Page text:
A bit harsh, perhaps, but witch doctors and faith healers worked for many, many generations of man’s existence. I’m sure that many of the incredible and renowned translators of yore were translators by happenstance rather than by selected profession; often operating based on a desire to spread their faith or to understand a foreign culture – again, the adventurer/translator. Today we have professional doctors, regimented education, and examination boards. There is no reason why we should not have professional translators. Organizations like the American Translators Association in the U.S. and similar organizations in U.S. states and regions, Canada, Europe and elsewhere in the world are making strides. Certification examinations and continuing education requirements bring us at least to the level of certified experts in the field of computers and networking. Just as with the field of technology starting in the 1990s, more and more colleges are starting to offer higher-level degrees in foreign language and translation.

Baker goes on to describe how professionalism requires us to engage in a greater degree of introspection. We have to analyze how we do what we do; to break it down to its parts and build it back up again. Over the course or reading through this book, that is exactly what we will be doing.

And a discussion of professionalism would be half-done if we do not discuss ethics. Translators have to be faithful to the source text, sensitive to the target language and translate the meaning into a form appropriate to the target audience. Different types of translation will require or permit different kinds of freedom. Poetic imagery can be shifted to match the target culture in order to convey the right feelings; or it may be translated exactly in order to retain the feeling of `otherness’ in an attempt to teach the reader about the source culture.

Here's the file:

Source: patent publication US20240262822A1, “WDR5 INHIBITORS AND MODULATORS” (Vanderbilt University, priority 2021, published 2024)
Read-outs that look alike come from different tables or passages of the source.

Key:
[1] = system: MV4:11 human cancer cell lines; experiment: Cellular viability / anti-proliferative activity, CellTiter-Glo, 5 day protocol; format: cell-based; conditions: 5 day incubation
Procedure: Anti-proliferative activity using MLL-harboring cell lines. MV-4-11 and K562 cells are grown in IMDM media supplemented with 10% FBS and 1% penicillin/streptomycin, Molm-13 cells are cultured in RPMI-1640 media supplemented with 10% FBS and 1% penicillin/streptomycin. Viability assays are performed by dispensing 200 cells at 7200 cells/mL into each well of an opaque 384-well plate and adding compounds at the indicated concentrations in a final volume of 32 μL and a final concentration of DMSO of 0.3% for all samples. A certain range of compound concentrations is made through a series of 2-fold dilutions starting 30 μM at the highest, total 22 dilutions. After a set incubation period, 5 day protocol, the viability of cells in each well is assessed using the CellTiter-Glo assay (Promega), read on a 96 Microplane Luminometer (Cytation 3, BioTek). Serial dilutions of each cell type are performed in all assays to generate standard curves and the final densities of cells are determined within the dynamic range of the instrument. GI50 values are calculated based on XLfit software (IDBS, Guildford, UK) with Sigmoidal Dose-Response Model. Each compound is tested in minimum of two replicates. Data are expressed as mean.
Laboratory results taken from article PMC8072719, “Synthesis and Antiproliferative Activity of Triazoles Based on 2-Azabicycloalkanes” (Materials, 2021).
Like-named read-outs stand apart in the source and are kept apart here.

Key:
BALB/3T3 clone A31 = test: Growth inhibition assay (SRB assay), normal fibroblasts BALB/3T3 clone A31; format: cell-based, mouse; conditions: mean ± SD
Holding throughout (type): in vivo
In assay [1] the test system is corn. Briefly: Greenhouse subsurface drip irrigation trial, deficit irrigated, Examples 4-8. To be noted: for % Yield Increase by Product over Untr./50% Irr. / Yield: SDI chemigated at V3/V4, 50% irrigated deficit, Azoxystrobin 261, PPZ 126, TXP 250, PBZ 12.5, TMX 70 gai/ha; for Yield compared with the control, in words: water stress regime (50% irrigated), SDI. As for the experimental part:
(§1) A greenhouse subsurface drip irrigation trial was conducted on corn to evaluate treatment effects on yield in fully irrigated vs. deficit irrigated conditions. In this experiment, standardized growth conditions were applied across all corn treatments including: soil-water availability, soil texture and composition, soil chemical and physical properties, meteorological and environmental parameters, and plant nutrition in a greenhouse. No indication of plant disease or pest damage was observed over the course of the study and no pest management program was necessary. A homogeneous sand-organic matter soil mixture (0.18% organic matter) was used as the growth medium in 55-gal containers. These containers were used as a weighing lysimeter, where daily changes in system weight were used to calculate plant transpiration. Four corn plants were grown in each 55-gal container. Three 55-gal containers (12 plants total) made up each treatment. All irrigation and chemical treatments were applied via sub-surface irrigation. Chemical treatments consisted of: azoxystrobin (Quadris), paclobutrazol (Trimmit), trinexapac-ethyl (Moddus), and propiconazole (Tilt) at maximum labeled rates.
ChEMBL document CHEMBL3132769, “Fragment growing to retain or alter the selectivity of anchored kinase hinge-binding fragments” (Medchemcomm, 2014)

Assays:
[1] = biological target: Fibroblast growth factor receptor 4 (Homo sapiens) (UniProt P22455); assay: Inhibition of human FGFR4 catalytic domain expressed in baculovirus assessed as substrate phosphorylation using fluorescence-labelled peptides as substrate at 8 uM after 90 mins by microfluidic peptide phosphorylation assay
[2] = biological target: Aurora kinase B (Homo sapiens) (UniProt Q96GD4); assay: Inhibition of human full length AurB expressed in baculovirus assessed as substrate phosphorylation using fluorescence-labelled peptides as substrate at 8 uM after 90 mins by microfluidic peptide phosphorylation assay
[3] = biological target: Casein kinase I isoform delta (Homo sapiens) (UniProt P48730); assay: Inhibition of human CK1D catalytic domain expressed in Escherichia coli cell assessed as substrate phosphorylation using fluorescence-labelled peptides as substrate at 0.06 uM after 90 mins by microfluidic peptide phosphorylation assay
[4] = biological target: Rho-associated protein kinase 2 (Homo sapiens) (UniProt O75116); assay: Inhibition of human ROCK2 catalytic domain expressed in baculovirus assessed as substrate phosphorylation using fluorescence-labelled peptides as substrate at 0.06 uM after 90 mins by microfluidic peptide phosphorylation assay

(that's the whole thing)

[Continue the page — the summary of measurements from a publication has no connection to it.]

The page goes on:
So more on all of it later, but here is where we start!

Why I still don’t use Translation Memory

I recently received an email asking me about an article I wrote in 2005 titled Why I Don’t Use Translation Memory. First, they wanted to know if I had changed my mind, and second, if there was any more I had to say on the topic.

In essence, the answer is a simple yes. The article is still valid. Here are the reasons why I still don’t use translation memory tools:

1- They are expensive! Most TM tools range from $900 – $1500 for the freelance user versions.
2- In my freelance work – which is a relatively small amount, I hold a full-time job – most of the work I get is either hard copy or an image of hard copy. The state of Arabic Optical Character Recognition is such that I would not want to rely on it for production use. If anyone knows of any cheap, reliable OCR, let me know!

Two reasons. That is about all there is to it. Now, I have looked into using open source translation memory tools. Specifically, I have looked closely at OmegaT and Anaphraseus. These products both have a lot of potential, and I will be experimenting with them more in the future. They might change my mind, having taken cost out of the picture. The best part is they both run on Windows, Mac, and Linux/FreeBSD systems.